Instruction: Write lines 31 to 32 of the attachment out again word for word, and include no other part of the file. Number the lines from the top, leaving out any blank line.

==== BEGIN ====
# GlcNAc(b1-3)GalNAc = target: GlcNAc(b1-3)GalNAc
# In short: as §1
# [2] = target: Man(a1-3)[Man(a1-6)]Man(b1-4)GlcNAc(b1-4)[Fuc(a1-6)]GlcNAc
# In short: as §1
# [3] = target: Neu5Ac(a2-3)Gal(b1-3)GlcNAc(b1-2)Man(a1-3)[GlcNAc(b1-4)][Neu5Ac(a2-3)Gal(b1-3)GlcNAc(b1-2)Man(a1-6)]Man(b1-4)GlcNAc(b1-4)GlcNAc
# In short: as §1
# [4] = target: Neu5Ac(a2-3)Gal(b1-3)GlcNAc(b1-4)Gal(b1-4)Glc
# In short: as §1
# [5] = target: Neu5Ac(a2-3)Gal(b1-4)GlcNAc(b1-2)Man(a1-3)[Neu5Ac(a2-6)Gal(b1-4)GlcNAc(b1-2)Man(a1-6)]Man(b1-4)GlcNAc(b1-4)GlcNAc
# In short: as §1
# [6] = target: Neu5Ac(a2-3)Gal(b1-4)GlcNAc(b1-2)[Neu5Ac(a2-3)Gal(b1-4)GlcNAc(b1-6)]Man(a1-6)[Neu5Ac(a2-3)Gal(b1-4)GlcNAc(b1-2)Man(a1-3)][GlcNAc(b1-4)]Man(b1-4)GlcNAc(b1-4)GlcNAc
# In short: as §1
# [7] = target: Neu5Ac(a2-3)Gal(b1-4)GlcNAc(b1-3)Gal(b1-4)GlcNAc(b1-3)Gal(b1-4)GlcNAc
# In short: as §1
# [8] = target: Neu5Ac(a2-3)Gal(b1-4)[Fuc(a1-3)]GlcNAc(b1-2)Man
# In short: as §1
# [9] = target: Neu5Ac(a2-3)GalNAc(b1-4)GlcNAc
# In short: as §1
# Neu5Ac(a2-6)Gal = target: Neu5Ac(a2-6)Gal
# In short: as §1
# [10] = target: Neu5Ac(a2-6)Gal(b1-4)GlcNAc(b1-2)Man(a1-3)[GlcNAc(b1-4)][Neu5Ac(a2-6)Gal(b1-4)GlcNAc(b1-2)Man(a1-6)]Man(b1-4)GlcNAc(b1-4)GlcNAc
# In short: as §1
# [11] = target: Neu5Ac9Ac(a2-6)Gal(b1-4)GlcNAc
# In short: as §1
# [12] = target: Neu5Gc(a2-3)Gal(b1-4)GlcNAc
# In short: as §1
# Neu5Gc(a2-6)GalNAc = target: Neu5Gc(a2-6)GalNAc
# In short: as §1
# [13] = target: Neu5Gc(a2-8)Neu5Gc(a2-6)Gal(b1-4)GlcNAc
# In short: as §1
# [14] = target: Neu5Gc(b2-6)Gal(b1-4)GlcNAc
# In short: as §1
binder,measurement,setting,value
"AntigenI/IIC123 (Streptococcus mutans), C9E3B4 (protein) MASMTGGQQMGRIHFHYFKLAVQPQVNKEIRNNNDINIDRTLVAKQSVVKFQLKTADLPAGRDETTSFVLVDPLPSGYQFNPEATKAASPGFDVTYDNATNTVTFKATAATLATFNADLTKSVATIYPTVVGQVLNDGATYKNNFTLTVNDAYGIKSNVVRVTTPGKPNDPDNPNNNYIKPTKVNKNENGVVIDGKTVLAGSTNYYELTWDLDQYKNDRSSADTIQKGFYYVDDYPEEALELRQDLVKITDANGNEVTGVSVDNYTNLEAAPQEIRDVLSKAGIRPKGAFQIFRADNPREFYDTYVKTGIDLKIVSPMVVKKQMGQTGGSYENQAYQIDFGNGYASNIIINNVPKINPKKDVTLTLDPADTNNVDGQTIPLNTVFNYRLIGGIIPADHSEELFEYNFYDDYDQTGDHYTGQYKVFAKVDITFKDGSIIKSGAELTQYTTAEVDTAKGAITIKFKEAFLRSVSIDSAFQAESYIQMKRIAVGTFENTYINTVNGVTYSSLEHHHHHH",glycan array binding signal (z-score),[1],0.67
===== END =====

# [14] = target: Neu5Gc(b2-6)Gal(b1-4)GlcNAc
# In short: as §1